Posted by Eric Berger at 7:19 AM
One upside to this week’s rains has been temperatures, as Houston recorded five consecutive days with highs in the 80s in June for the first time since 2004. But that will change quickly, as sunny skies and highs in the mid-90s come roaring back to Houston with a blast of summertime heat.
Chart showing the length of day (light blue), twilight, and night in Houston throughout the year. (TimeAndDate.com)
If you enjoyed the reprieve from 90-degree temperatures, all I can offer you is this. The summer solstice occurred Thursday, marking the longest day of the year—14 hours, 3 minutes, 30 seconds. The Sun will now slowly begin sinking in the sky, presaging the coming of fall about three months from now. Temperatures lag behind the summer solstice because water retains heat longer than land, and initially days will shorten by only a few seconds. For example, the day length today is 14 hours, 3 minutes, 27 seconds. However, by the middle of August, the day will already be 1 hour shorter, even though we associate that with the dead of summer in Houston. So fall is coming … eventually.
Posted by Eric Berger at 6:53 AM
After very wet commute home on Wednesday evening, Houston had a chance to dry out during the overnight hours. However, we have to get through one more day of storms—probably not as widespread as Wednesday—before drier air helps bring down moisture levels and puts us into a more typical summertime pattern. And make no mistake, these 80-degree days will be long gone.
Broken bands of precipitation persist along the Texas coast this morning, and these should remain on and off during the daytime hours although likely with less organization than we’ve seen. The system will shear out, and heavier precipitation will eventually move south into Mexico, and northeast into the central United States.
NOAA rain accumulation forecast for Thursday and Thursday night. (Pivotal Weather)
For the greater Houston region, this probably means another day of scattered to widespread showers, with accumulations of 0.5 to 1 inch of rain (likely greater closer to the coast), and a slight potential of some street flooding. Showers will be most likely this afternoon, and high temperatures should reach near 90 degrees.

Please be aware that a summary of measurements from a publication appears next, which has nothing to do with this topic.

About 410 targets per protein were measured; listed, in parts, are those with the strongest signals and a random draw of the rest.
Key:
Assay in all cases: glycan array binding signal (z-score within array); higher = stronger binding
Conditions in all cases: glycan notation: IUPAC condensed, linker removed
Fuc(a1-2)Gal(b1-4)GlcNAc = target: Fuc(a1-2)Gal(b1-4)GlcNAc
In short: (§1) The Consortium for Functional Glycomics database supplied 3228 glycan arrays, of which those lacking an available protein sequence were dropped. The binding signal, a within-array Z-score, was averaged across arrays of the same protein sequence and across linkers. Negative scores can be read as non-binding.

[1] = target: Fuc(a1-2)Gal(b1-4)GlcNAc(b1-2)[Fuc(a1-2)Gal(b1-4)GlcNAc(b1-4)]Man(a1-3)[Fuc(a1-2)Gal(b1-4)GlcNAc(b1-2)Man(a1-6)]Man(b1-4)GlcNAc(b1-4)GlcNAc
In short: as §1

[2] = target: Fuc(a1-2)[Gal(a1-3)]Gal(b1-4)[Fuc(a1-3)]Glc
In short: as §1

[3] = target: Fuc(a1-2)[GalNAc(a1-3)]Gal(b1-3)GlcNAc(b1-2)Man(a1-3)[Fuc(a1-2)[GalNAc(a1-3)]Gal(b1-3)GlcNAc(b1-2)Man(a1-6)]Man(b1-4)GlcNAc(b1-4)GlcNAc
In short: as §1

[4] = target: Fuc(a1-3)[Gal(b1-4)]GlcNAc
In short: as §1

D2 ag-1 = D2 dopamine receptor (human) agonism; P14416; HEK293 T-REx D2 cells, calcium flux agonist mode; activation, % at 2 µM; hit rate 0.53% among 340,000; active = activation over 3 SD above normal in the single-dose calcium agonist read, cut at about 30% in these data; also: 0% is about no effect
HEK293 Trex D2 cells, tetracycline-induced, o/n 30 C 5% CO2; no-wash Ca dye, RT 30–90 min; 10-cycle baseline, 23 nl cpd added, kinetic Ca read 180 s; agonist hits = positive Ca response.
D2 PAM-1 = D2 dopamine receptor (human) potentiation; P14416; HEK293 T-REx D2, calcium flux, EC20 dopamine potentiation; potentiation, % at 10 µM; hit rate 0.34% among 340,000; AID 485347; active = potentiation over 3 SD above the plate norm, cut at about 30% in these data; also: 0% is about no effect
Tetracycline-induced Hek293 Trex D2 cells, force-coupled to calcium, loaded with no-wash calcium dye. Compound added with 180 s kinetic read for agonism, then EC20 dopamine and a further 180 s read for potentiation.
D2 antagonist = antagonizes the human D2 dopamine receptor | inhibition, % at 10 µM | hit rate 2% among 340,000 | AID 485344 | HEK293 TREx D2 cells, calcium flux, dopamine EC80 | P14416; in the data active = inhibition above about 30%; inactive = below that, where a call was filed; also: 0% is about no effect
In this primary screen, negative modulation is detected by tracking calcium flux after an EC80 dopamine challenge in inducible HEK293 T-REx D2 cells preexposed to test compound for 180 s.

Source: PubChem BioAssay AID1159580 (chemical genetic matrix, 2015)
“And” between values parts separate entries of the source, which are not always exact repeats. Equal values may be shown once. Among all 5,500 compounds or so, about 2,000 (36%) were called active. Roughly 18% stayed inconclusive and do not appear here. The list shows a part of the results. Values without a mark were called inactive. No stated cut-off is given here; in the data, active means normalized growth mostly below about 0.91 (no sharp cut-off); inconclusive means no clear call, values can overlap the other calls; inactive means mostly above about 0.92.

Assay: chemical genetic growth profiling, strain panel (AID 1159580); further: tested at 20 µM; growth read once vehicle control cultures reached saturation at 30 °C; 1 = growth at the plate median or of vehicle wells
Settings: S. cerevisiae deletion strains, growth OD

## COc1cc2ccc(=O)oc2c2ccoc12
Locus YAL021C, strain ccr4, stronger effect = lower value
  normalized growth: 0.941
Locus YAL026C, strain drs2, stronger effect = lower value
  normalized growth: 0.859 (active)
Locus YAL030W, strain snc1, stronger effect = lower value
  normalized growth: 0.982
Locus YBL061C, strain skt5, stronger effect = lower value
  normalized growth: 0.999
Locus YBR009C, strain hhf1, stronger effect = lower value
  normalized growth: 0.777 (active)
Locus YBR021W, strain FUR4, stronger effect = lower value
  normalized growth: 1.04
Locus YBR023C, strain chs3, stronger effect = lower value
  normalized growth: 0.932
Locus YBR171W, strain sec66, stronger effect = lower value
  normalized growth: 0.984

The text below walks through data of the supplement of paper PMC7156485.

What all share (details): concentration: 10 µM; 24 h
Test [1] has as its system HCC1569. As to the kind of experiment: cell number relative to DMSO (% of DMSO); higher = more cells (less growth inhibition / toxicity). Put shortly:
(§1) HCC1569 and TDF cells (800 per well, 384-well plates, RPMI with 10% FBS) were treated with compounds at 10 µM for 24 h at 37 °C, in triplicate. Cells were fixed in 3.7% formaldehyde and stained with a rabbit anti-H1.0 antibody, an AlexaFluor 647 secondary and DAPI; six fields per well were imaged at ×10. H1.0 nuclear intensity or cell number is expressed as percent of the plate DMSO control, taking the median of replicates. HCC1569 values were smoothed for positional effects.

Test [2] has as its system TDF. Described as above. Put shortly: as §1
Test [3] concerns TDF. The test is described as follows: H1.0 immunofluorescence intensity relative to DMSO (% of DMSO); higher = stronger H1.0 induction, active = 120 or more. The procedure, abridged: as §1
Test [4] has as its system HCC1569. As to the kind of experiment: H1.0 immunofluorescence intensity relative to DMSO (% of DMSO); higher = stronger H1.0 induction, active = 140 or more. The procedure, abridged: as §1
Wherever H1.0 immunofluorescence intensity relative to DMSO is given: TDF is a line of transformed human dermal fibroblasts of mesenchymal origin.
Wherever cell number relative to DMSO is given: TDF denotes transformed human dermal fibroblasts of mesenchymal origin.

Posted by Eric Berger at 5:43 PM
As a low-pressure system that had been southwest of Houston—and produced significant flooding in Valley locations such as Welasco today—has begun to be pulled to the northeast, heavier rains have moved into the metro area this afternoon and early evening. Although we are not too concerned about significant flooding from these rains, they unfortunately struck during the evening commute.
Radar as of 5:30pm CT on Wednesday. (Intellicast)
The good news is that the storms are moving to the north at a pretty solid clip, so the heaviest showers (with hourly rainfall rates of 1-2 inches) are moving through. We are starting to see some high water on roadways and freeway feeder roads, but as of 5:30pm this has affected just a handful of areas. Please drive carefully and do not drive into high water. These storms will pass.
We think this evening is probably the worst of it, but with a moist atmosphere and low pressure lingering, there probably will be some additional showers on Thursday—with some areas picking up another 1 to 2 inches of rainfall. If any of this changes, we’ll update you.
Posted by Eric Berger at 7:31 AM
We have been talking about a potential flooding threat for Houston for quite awhile, and those of us along the upper Texas coast can finally begin to contemplate putting this event in the rear view mirror. Overall, these rains turned out to be pretty much as expected for the Houston area—with most of the region getting 2 to 5 inches of rainfall over the last several days.
However, Houston and Galveston represented a relative calm in the storm. Multiple parts of the Texas coast, such as the Rio Grande Valley, Corpus Christi and Port Arthur, received 12 inches or more of rainfall from a tropical disturbance that moved into Texas this week. The following map of estimated rain totals over the last three days (which you can click to enlarge) shows this. Truthfully, we anticipated the greater rainfall totals in Corpus Christi, but the Beaumont and Port Arthur-area rainfall surprised us. That bullseye could just as easily been Houston.
Rainfall estimates for the 72 hours preceding 6am CT Wednesday. (iweathernet.com)
The atmosphere remains very moist over the region, but the axis of heaviest rainfall has moved off to the southwest, from Brownsville, to Corpus Christi to Victoria. The National Weather Service has retained a Flash Flood Watch for Jackson, Wharton, Matagorda, and Colorado counties, but removed the rest of the Houston metro area from these watches.